In the final analysis, the Nigerian people must realise that at the heart of this crisis, is the struggle for who controls the Presidency by 2015; and so, we call on the 7th National Assembly to bend the arc of history towards the common good and the hope of a better day in the ongoing Constitutional Amendment exercise by pursuing the substance rather than chasing needless shadows. The Federal lawmakers should for the love of country, focus on two key Constitutional Amendments. First, amend the relevant constitutional provisions on the Revenue Allocation Formula. The Revenue Allocation Formula is so disjointed and tilted towards the Centre, that it breeds frustration and anger. Sections 80 through 89; 120 through 129; and 162 through 168; and the Third Schedule of the Constitution talks extensively about Public Revenue and the Revenue Sharing in general. This singular issue is what splits Nigerians along ethnic and divisive lines. And it is what is responsible for the agitation of the various geopolitical zones and ethnic nationalities to produce the President, because the Revenue Allocation Formula is subject to the whims and caprices of Presidential Fiats. At present, the Centre controls a whopping 52.68 percent of the total revenue accruing to the Federation. The thirty-six States share a paltry 26.72 percent and the 774 Local Government Areas share a miserable 20.60 percent. There is of course a 13 percent derivation to Oil Producing States, just as the Nigerian Customs Service receives 4 percent of the monies it collects as cost of collection, and the Federal Inland Revenue Service (FIRS) receives 7 percent of the monies it collects as cost of collection, and 4 percent of the monies from Value Added Tax (VAT) collection. This distorted Revenue Sharing Formula is the sole issue dividing the nation and pitting one region against the other. There is absolutely no justification for the extant Revenue Allocation Formula and no equity in this lopsidedness at all. This craze for the Centre, and these unceasing cries of “It is our turn” would only come to an end when this provision is amended and the existing Revenue Allocation Formula is reverted to what it was at the nation’s Independence, which is: 50 percent to the Region of Production, 30 percent to the Common Pool of Regions, and 20 percent to the Centre. Second, amend the applicable constitutional provision that places the control of the nation’s Police force in the hands of the President. If we must have a genuine and viable fiscal Federalism, each must State must have its Police Force under the control of its Governor, subject of course to the oversight of the State House of Assembly, because a situation where the Governor of a State has no say in the contingent of the Police Force stationed in his State in a Federation as diverse as ours with over 398 ethnic nationalities, is not acceptable at all. If the National Assembly does not muster the political will to carry out these amendments, we will keep having these recurring nightmares.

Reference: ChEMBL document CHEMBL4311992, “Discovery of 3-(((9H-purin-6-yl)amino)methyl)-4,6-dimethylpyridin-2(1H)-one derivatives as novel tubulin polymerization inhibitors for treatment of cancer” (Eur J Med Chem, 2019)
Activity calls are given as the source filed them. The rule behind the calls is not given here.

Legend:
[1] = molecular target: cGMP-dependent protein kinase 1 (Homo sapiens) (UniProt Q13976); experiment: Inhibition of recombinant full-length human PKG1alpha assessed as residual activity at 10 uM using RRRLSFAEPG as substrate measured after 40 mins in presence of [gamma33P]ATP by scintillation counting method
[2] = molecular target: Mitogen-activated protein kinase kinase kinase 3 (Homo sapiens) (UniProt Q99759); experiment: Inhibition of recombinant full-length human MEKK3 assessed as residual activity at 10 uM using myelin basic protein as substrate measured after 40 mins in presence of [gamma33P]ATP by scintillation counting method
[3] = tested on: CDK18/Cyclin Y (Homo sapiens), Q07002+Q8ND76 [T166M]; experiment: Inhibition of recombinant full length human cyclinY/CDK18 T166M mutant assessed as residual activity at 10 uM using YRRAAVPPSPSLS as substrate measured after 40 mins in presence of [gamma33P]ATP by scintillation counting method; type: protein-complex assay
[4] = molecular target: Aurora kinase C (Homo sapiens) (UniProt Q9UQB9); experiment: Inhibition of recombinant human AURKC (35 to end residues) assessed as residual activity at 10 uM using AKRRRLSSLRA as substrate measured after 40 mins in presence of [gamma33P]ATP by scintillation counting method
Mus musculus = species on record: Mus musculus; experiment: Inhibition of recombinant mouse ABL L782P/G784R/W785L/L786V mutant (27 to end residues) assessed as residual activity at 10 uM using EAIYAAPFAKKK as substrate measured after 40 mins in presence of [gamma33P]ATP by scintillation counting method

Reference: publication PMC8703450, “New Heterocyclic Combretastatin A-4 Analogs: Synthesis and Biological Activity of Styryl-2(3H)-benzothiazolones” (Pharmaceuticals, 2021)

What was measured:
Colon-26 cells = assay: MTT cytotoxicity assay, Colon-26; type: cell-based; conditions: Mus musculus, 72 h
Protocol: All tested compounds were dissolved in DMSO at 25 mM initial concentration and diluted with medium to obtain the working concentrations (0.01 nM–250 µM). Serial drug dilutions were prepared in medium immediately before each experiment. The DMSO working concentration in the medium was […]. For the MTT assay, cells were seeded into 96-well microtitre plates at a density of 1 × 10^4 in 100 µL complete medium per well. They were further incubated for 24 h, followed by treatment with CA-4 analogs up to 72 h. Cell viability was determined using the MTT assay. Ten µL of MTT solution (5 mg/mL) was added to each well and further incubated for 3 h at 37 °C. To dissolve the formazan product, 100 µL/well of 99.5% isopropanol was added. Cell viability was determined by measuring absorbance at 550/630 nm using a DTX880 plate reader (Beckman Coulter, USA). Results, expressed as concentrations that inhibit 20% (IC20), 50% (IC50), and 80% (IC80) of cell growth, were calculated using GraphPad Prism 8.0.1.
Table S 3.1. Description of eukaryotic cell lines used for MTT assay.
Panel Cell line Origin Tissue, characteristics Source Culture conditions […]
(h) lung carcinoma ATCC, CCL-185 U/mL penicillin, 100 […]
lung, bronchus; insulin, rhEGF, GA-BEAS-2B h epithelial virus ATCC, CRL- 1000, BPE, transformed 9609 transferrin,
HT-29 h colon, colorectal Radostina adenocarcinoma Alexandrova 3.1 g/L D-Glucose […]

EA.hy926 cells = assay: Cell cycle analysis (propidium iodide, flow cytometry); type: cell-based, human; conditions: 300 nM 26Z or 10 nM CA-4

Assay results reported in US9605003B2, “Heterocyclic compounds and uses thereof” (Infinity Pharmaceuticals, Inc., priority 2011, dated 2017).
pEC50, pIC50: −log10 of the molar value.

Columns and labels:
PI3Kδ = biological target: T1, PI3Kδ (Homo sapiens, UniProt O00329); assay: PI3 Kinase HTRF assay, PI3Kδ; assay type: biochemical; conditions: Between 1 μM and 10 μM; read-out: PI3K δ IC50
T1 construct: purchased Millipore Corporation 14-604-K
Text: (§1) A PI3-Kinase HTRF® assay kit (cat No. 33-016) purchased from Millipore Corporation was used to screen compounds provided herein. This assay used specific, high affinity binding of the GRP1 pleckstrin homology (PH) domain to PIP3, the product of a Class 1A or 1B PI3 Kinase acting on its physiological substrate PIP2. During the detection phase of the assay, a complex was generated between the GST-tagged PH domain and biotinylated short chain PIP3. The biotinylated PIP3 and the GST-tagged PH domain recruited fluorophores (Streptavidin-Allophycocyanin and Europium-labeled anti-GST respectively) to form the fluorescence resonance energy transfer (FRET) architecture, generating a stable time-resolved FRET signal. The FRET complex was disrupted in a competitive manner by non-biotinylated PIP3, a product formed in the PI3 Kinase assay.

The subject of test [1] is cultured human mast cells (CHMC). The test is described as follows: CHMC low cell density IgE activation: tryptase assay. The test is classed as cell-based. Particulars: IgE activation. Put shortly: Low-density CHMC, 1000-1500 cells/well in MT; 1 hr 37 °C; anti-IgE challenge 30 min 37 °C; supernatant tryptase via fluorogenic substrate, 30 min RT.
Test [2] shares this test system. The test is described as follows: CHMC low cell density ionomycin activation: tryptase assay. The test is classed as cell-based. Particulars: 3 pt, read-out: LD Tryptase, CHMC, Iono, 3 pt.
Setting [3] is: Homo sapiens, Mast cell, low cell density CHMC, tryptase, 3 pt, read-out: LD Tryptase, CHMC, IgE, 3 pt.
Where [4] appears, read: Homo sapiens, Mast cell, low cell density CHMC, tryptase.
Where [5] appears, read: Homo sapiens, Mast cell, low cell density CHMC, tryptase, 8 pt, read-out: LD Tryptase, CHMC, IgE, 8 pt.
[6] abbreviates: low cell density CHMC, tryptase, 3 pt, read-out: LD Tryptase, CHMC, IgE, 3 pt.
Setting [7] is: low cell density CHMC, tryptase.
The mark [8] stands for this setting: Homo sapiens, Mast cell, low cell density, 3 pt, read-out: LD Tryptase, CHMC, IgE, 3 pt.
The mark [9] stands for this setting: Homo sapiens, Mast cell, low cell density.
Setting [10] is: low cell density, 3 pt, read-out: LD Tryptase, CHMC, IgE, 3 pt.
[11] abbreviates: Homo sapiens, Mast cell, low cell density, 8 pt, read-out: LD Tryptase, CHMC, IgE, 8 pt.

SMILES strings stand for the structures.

With unyielding hope and determination,
For: Conscience Reports,
Editor in Chief & Chief Executive